These protocols may vary, and the incentives are based on computer storage, ease and speed of transaction, bandwidth, hosting, identity, and other web services that cloud providers usually offer. This is similar to paying for a service like AWS, although the money goes directly to the network participants.
A ton of web infrastructure protocols exist, such as FileCoin, Arweave, and Livepeer. They co-exist and provide the same functionality as services that the Ethereum Blockchain offers. These tokens may be exclusive to building dApps and provide financial incentives to network participants.
Native payments via Cryptocurrencies are made by generating or minting tokens on a blockchain. These tokens are frictionless and do not involve an intermediary such as Stripe or PayPal.
Crypto wallets such as Meta Mask and Torus help set up quick online wallets that enable you to make transactions in Cryptocurrencies.
Transaction speed is another critical factor. Networks such as Cardano offer hundred-digit millisecond latency and a transaction cost around a fraction of a cent. The traditional steps are eliminated while performing transactions, and an online wallet is all that’s needed to get started.
Token Economics has been a game-changer while building decentralized applications. Imagine someone wants to build a software company. They come up with an idea but require money for setting their concept up.
To get the money, they approach venture capitalists who take a share of the company. This investment might even create a misconstrued relationship between the stakeholders. As a result, the company may take a long time to become successful, and even if they do, the real return on investment will take a lot more time.
On the contrary, imagine a set of people trying to solve a new-age problem. Anyone can participate in building it or investing in it. The company will release an X number of tokens on a percentage basis to the various stakeholders.
The project benefits not only the company owners but also the investors and builders behind it. As the value of the token grows, so does the value of the company. Having an ownership stake is to hold a percentage of the tokens.
The stakeholders can vote or decide changes to the project and encash their tokens if they believe the project doesn’t align with their beliefs.
The transactional data behind all this is completely transparent and public on the blockchain. This contrasts to private companies’ buying, owning, and selling equity, where most future developments are masked in secrecy.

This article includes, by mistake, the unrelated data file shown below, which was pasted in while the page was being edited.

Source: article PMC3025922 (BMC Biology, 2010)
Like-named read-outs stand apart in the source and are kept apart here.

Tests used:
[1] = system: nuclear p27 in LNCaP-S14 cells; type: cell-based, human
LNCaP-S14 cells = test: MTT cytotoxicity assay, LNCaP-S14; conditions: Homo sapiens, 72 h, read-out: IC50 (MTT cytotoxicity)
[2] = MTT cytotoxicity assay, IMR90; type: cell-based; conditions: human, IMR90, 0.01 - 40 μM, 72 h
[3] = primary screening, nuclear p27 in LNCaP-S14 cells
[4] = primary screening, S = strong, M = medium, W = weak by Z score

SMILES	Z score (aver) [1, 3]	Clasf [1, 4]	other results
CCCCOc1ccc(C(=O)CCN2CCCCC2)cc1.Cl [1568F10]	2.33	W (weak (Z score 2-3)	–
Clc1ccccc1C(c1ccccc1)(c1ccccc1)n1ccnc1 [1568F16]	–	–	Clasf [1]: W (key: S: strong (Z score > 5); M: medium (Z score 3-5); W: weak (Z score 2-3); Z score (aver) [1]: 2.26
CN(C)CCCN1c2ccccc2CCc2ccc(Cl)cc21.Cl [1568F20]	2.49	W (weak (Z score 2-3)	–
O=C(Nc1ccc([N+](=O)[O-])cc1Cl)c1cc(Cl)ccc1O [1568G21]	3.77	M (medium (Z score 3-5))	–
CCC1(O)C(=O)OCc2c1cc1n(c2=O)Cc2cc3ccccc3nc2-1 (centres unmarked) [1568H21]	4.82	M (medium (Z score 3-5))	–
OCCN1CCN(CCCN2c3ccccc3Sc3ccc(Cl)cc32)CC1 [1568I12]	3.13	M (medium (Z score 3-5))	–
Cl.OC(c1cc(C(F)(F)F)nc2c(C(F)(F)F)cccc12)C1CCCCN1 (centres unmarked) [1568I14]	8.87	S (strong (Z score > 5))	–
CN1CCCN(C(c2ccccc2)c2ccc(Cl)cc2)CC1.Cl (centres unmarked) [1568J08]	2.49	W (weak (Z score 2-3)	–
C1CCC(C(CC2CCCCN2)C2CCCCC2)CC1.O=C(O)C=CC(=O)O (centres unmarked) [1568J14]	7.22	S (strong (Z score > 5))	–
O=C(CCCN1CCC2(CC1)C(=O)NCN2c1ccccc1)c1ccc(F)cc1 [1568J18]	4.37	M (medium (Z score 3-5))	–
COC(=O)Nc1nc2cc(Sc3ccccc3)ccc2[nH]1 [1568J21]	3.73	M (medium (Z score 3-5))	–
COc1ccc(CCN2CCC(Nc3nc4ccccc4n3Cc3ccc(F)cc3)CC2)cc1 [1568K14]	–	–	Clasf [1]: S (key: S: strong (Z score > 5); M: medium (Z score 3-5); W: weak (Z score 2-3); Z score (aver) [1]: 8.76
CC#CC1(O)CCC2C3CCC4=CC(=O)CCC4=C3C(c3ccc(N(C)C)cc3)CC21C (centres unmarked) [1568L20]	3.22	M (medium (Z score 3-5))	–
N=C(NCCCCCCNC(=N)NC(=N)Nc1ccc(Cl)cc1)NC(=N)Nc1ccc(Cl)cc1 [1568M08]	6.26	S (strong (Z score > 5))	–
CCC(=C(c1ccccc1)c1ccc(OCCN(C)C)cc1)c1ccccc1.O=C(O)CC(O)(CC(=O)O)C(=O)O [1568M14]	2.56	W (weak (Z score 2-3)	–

Yearn, Radicle, and Gitcoin are some of the popular examples of such ventures. For instance, Yearn allows its various stakeholders to participate in voting on decisions and proposals.
Radicle—a decentralized Github alternative, allows stakeholders to take part in the decision-making and governance of their project. Gitcoin is an excellent platform that pays open source contributors in Cryptocurrency.
Decentralized Autonomous Organizations (also known as DAOs) are known to offer an alternative way to build a company without including only the investments of a venture capital firm alone.
These organizations ensure that the stake held by all their shareholders is easily liquidated or transferred.
Identity works similarly to that of web2. However, instead of creating social profiles over various platforms, web3 allows you to create an identity based on your wallet address.
Authentication can be done anonymously with one’s encrypted wallet address instead of creating sensitive information like email addresses and passwords. In addition, the public wallet address can be seamlessly integrated into a host of dApps.
You’ve heard of the Metaverse, I’m sure. You’ve also heard of NFTs, I presume. To top it all, you’ve just read about Web3—the future of the Internet.
With all the puzzle pieces you’ve picked up, what is the grand scheme here?
Web3 is the technology that allows us to dive deep into something like the Metaverse, a vast expanse of near-infinite virtual space where users can create, interact and expand in real-time and grow their monetary assets.
The bridge between Web3 and the Metaverse is NFTs.
The authenticity of the Metaverse can easily be a victim of duplicity, and NFTs help eliminate that with the get-go. Creators are given ample space to expand the overall worth of the Metaverse with their art, and isn’t that something that all creators want? A space to display their efforts.
Web 3.0, Cryptocurrency, Blockchain, Metaverse, NFTs, etc. These aren't just buzzwords for us, but the reason why we are so excited about emerging technologies.
And since our inception, emerging tech has been in our wheelhouse. So, contact us, sit back and relax, as we help your company soar the skies